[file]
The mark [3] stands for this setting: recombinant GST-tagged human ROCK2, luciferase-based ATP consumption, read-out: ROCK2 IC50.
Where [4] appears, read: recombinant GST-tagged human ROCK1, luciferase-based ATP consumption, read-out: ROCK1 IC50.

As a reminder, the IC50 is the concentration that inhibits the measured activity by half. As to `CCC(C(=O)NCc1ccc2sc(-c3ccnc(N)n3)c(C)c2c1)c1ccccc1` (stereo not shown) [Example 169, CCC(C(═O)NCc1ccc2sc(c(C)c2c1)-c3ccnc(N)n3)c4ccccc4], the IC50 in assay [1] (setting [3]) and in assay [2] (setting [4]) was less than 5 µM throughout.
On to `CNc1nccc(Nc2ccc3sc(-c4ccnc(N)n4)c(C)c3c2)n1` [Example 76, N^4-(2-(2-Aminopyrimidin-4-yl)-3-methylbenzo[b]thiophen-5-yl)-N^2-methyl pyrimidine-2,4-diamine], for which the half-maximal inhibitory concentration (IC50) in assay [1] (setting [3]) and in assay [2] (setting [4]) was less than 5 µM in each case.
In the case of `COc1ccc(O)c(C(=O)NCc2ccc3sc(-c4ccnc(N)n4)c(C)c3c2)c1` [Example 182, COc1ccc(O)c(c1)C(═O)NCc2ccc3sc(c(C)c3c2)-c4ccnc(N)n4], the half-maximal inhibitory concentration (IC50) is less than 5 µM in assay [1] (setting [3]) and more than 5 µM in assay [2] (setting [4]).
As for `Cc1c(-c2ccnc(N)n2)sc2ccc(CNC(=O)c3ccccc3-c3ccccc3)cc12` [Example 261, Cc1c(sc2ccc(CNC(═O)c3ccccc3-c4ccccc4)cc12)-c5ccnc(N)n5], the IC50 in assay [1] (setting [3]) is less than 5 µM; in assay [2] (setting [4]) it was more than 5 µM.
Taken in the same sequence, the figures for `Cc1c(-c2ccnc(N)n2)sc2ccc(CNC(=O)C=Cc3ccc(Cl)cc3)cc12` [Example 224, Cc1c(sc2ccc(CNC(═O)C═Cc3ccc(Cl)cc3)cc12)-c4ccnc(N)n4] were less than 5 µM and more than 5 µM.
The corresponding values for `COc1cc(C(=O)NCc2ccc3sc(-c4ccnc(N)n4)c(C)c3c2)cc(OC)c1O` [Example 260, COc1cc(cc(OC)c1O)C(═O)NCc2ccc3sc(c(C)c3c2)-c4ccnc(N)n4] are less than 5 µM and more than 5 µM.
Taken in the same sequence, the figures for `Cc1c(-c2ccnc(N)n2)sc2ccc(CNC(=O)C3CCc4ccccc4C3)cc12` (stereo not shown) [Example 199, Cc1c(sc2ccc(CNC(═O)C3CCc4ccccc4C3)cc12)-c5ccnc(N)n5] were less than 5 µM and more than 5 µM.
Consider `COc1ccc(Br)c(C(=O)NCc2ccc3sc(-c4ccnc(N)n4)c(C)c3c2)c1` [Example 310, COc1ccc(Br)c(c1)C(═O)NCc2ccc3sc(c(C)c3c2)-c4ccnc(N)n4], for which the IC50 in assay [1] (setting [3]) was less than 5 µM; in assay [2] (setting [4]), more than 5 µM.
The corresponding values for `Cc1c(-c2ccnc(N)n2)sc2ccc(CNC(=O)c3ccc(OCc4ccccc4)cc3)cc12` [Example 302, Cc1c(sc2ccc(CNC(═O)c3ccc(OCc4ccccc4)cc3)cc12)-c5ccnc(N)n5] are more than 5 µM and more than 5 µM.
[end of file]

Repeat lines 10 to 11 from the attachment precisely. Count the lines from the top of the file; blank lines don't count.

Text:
Consider `COc1ccc(Br)c(C(=O)NCc2ccc3sc(-c4ccnc(N)n4)c(C)c3c2)c1` [Example 310, COc1ccc(Br)c(c1)C(═O)NCc2ccc3sc(c(C)c3c2)-c4ccnc(N)n4], for which the IC50 in assay [1] (setting [3]) was less than 5 µM; in assay [2] (setting [4]), more than 5 µM.
The corresponding values for `Cc1c(-c2ccnc(N)n2)sc2ccc(CNC(=O)c3ccc(OCc4ccccc4)cc3)cc12` [Example 302, Cc1c(sc2ccc(CNC(═O)c3ccc(OCc4ccccc4)cc3)cc12)-c5ccnc(N)n5] are more than 5 µM and more than 5 µM.